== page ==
Saturday, 26 March 2011

The Reluctant Geek - Hack on Slash

I haven’t told any of my friends or family this yet, but something strange happened to me last week. It came about during an unusually lively Thursday involving ambulance trips and a fair amount of pain related whimpering. (Fear not, regular readers, I’m fine. You’re not about to be abandoned in the barren wastelands of Reluctant Geek-less Saturdays).

The high point of the day was the shiny cylinder of delicious nitrous oxide that I was lucky enough to suck my way through, and aside from the giggling and wittering and tumbling through space it induced, there was one other rather surprising effect. In the midst of this drama and chaos I was comforted by a vision. An important vision. A vision that was telling me the time had come to share one of the most closely guarded and secretive corners of geekdom with the world.

As reality faded to grey around me, I found myself surrounded by every sci-fi crush I’ve ever had. (At least all of the male ones!) In the corner of the room, the Tenth and Eleventh doctors exchanged friendly banter about TARDIS size, while next to them the vampiric forms of Spike and Angel engaged in a bit of shirtless wrestling. On the other side of the room, Captain Jack Harkness and Captain Jack Sparrow admired each other’s coats and indulged in intense and charged conversation that necessitated some manly touching and long lingering looks. I could go on, but I suspect you’re starting to get the gist...

Far from merely being the product of my feverish and over-active imagination, all of this fits rather neatly into the genre of Slash Fiction, an interest that quietly occupies its own little corner of the internet, bothering no-one aside from the occasional religious fundamentalist who wanders over there by mistake. (And Sam and Dean Winchester from Supernatural). It’s a universe driven by fan interests in which primarily male, primarily straight, pre-existing fictional characters are written into complex, intense relationships with each other. So far, so subversive.

I hate to generalise, but if at this point you are shaking your head in baffled (if fascinated) disbelief, then the chances are you’re male. If on the other hand, this is all striking some secret and hitherto repressed chord, then you’re likely to be a woman and for the most part so are the writers of slash fic, to an overwhelming extent. We’re often told that whilst girl on girl action is pretty much everyone’s cup of tea, only gay men really want to see two men together, but when it comes to slash, this just ain’t necessarily so.

What makes it so transgressively compelling then? If there is safety in numbers, then it makes sense that Slash Fiction writers can often be found in little communities all of their own. The lovely, talented and eccentrically named Aelfric’s Cat belongs to one such community and offers some insight into the magnetic allure of slash.

“The idea of an overarching, transcendent love which surpasses all worldly difficulties, social objections, and yet still burns brightly is a huge draw,” she argues. “That two men have such intense, desperate desire for each other that they are willing to brave the prescriptions of a hetero-normative society, past enmity, strict upbringing, and biological restrictions is a truly beautiful concept.”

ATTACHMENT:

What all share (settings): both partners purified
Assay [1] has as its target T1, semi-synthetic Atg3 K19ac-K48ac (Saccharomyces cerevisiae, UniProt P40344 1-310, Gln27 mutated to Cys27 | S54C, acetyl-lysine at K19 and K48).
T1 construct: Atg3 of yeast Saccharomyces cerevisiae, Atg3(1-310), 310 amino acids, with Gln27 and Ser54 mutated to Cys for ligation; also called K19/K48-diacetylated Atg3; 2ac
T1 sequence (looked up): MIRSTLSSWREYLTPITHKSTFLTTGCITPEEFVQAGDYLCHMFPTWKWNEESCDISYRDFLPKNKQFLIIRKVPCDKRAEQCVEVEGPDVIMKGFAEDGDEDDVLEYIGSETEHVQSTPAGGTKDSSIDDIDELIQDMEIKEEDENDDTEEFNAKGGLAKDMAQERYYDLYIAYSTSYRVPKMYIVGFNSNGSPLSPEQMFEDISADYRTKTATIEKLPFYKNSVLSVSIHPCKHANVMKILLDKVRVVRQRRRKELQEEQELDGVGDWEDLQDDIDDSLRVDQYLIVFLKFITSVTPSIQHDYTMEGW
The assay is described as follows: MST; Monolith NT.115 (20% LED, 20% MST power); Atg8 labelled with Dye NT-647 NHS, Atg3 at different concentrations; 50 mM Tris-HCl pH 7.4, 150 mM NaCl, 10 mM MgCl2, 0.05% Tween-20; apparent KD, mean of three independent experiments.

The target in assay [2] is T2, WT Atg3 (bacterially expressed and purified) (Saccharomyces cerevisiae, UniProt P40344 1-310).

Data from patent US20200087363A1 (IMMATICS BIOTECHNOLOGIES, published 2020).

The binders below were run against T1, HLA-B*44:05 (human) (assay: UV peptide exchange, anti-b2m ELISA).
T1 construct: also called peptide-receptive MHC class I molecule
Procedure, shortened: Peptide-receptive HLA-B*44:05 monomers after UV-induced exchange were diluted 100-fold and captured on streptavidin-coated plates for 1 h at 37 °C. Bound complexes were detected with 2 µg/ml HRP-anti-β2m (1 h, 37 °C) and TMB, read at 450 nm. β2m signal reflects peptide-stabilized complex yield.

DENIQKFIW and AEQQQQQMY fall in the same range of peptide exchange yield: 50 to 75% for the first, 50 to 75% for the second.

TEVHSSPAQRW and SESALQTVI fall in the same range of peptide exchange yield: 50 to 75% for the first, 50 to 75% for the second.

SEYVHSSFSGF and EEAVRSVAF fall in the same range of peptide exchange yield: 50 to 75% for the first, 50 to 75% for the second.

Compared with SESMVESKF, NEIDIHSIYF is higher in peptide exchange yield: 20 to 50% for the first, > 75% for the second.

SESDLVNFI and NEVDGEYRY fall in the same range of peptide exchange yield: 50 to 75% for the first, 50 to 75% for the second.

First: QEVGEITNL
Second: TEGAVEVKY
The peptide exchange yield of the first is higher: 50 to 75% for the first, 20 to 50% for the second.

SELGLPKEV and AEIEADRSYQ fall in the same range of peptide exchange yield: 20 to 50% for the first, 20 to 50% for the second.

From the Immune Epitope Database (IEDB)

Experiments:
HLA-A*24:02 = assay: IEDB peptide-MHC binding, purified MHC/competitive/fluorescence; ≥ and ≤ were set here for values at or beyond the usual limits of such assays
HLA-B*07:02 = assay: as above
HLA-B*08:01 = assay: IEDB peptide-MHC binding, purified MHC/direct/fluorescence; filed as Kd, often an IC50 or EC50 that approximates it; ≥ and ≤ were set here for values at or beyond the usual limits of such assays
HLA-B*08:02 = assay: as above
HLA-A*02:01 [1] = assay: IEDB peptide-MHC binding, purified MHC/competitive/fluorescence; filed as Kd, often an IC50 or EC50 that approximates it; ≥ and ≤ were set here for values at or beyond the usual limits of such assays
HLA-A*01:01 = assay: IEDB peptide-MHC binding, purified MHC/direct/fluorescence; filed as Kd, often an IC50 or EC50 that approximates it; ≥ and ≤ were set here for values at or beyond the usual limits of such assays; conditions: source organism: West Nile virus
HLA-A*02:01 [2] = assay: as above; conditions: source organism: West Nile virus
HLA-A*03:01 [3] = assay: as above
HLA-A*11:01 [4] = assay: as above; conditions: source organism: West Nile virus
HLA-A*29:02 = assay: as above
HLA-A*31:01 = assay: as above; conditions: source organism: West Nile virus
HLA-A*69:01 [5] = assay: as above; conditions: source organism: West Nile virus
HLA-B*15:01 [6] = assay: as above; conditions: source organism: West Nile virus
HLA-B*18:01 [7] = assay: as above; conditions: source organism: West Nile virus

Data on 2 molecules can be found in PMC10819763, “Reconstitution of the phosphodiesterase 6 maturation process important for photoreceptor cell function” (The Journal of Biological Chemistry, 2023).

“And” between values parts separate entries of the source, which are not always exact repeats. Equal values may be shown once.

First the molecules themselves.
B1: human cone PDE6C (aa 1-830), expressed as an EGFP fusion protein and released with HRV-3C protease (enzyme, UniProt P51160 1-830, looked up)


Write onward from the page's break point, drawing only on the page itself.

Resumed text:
See, this is the thing. Easy as it might be to characterise Slash Fiction as the internet equivalent of a rowdy Hen Party in which women play at a kind of tit-for-tat objectification, it really comes down to something a bit more complex. Nobody, least of all me, is denying the appeal of the physical here (see earlier comments re: shirtless wrestling) but the real attraction of Slash lies in its willingness to tread where the mainstream generally won’t. There is still something thrillingly illicit about taking the bastions of conventional masculinity that populate our most influential cultural narratives, and putting them into taboo situations with all of that glorious masculinity intact. After all, the most interesting relationships are very often the forbidden ones.

Perhaps it’s unsurprising then, that fantasy and science fiction are far and away the most frequently slashed up genres, given that their entire game plan involves exploring previously uncharted territory. In fact, we have Star Trek to thank for the earliest incarnation of this specific branch of fan appreciation, with Kirk/Spock stories first emerging in the seventies. I suppose in the end, space may be the final physical frontier, but the cultural and emotional ones we create for ourselves are universes in their own right. And anyway, slash is fun!

Read Aelfric’s Cat’s work, and other Slash Fiction at

This week, Kate is attempting to stay out of trouble...


  1. Funniest story I was ever told about slash fiction was by Neil Gaiman in 2005, when I met him in Edinburgh.
    He was talking about slash and how his first experience with it was a printed and bound booklet at a con about Knight Rider. Lets just say the gear shift stick now means something entirely different to me too ;)
    And then, much later, he made the mistake of posting on his blog that he was seeing Good Omens slash (that made up a larger word count than the characters had in the books) and that he was glad there was none involving him. Eight seperate links later and he was scarred for life ;)
    Hope you're ok though - sounds pretty painful, whatever happened.

  2. Glad someone else out there appreciates Captain Jack!

  3. and I just thought it was me making up these stories in my head! Now to spend the rest of the day reading that link ...

  4. Kai, I think I love Gaiman even more as a direct result of that story! I'm fine now... thanks for the sympathy. :-)

    And doesn't everyone appreciate Captain Jack??!!